“Seven Steps to Writing Success” and students with learning difficulties

Jack? No, it couldn’t be.  He was dead.  I’d seen his bloodied body and been to his funeral. But I couldn’t mistake that walk for anyone else’s…

This was one of the “Sizzling Starts” I wrote yesterday at a “Seven Steps to Writing Success” workshop and according to the certificate I was given, I am now a graduate.

“Seven Steps”, developed by author and educator Jen McVeity, is “a unique system that chunks writing into seven main techniques” which a lot of Australian schools are adopting as a schoolwide method.

Writing success
Writing success

I came away with a lot of useful insights and ideas for teaching writing.  My reason for going was to pick up strategies for helping students with learning difficulties with writing and I was really encouraged that the presenter mentioned several times that students with LDs are definitely capable of writing creatively.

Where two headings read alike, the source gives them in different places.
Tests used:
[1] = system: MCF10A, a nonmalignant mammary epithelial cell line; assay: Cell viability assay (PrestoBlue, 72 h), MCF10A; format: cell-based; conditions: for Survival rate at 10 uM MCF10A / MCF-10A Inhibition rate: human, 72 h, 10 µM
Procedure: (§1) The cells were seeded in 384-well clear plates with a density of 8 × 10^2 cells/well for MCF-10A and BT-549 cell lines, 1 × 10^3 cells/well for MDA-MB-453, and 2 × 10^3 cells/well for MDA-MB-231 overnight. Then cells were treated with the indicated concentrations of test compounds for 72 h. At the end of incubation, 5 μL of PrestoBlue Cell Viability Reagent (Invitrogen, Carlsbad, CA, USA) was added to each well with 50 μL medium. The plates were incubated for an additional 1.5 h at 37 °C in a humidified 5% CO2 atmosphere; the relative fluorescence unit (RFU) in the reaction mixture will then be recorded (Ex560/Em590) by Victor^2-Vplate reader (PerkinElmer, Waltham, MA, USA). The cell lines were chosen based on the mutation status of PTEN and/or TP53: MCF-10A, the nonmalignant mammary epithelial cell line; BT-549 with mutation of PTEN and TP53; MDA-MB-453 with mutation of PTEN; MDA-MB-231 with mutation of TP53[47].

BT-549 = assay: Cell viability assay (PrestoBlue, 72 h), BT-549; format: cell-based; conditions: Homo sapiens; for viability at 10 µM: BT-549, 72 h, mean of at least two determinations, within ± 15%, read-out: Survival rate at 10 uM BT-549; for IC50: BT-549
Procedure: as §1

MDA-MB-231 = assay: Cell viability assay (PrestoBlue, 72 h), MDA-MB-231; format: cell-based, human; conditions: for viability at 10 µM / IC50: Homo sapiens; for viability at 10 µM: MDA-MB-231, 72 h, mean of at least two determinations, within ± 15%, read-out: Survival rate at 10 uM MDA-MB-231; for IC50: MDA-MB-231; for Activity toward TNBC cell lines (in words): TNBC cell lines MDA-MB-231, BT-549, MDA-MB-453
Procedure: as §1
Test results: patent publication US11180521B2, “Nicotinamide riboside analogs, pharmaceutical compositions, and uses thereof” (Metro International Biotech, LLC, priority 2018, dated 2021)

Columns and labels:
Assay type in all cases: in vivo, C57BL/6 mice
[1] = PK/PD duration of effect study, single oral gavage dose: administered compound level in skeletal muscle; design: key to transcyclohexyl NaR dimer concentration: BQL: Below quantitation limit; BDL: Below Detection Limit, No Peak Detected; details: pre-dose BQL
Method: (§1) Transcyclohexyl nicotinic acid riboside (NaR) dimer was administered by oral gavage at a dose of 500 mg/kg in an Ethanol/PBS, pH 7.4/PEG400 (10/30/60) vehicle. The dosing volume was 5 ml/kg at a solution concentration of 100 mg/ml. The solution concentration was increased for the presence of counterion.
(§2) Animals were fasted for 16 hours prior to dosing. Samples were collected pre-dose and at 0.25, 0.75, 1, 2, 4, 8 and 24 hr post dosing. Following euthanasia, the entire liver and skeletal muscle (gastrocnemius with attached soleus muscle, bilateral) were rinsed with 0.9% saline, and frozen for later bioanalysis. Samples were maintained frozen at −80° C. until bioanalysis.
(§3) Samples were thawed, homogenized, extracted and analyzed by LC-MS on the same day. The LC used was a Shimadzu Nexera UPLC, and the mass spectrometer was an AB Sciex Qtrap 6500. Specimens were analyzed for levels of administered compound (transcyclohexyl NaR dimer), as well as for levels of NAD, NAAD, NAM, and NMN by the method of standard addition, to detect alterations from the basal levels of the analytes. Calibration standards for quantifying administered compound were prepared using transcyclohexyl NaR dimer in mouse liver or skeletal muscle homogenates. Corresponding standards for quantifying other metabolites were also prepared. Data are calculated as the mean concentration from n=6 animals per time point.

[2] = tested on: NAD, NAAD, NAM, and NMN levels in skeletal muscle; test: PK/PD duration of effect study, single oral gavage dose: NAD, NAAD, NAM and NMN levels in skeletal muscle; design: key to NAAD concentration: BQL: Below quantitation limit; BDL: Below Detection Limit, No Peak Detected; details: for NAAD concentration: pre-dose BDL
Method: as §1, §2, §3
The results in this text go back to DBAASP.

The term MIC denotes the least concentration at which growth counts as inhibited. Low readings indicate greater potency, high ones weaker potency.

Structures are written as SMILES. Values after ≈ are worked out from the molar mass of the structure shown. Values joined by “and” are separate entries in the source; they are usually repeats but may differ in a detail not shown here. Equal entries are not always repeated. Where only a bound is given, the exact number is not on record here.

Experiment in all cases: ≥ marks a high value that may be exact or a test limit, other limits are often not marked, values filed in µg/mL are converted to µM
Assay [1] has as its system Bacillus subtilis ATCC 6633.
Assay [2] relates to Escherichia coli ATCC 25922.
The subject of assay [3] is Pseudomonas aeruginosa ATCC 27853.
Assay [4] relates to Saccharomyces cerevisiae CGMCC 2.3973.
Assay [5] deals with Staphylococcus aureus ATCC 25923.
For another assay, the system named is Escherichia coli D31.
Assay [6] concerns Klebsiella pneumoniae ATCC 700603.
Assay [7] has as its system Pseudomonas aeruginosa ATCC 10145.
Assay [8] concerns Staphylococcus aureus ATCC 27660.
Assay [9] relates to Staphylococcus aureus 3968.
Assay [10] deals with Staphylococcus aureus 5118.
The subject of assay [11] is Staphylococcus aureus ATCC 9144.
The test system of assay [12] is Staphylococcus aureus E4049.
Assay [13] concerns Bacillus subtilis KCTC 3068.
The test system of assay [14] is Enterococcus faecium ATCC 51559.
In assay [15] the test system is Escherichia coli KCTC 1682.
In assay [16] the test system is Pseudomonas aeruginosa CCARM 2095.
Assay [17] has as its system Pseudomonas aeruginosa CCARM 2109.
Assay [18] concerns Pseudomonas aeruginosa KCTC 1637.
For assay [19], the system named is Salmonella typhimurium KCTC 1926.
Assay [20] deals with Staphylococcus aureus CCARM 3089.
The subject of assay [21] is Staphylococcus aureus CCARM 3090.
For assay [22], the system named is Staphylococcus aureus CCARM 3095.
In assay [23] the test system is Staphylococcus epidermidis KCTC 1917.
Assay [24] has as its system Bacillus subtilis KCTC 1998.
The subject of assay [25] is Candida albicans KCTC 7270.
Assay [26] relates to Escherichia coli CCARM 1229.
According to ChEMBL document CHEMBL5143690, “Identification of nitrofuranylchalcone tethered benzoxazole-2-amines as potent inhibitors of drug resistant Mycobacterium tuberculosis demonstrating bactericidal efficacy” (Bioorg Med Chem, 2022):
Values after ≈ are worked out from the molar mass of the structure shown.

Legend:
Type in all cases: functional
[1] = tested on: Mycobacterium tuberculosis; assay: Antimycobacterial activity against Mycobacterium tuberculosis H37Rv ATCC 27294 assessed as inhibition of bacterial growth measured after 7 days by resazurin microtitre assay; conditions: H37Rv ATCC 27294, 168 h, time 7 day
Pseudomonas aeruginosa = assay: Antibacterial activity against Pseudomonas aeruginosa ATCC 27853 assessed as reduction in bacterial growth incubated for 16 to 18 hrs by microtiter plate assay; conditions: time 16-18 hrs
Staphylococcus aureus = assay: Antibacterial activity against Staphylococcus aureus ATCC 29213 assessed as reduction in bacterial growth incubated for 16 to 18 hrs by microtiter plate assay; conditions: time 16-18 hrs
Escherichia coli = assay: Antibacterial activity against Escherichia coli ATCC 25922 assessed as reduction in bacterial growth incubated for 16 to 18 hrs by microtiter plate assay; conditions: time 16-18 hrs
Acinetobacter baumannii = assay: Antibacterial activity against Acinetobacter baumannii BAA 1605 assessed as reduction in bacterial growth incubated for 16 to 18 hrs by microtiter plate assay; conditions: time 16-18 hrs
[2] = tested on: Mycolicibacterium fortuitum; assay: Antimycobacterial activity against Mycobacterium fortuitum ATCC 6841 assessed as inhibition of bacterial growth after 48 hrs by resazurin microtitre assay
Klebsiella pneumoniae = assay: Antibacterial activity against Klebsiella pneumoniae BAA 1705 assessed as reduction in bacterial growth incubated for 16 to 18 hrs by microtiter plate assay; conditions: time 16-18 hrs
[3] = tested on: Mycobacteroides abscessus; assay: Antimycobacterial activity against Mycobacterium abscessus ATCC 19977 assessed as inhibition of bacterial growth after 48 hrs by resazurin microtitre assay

In particular I thought the following aspects of the program were beneficial for students with a learning difficulty:

  • The whole notion of “Seven Steps” provides structure for writers to hang their hats on and consider when they’re writing. A clear structure that they can remember is great to help these kids.
  • Planning is one of the seven steps. There is a story graph which makes it easy for kids to remember how to go about planning.
  • Short activities help to avoid cognitive overload
  • Repetition gives children with learning difficulties a better chance of assimilating new learning.
  • “Verbal is vital” is one of the catchphrases. A multisensory approach is great for students whose literacy skills are not strong.
  • Emphasis is on writing well and creatively. The training did include references to NAPLAN but doing well in NAPLAN is not the primary focus of the program.
Students with a learning disability can still be great writers
Students with a learning disability can still be great writers

Here are a couple of enhancements which may benefit those with a learning difficulty and make their writing experience even more productive and rewarding:

Tips for remembering a sentence – have a look at Dr Lillian Fawcett’s clip here, demonstrating how to help students remember a sentence they have created in their head while they work on writing it.

Assistive technology may be beneficial to help students

  • Make a plan electronically if writing is difficult with an app such as ShowMe or ScreenChomp
  • Write using text prediction and spell checking
  • Dictate their writing using speech-to-text programs or apps

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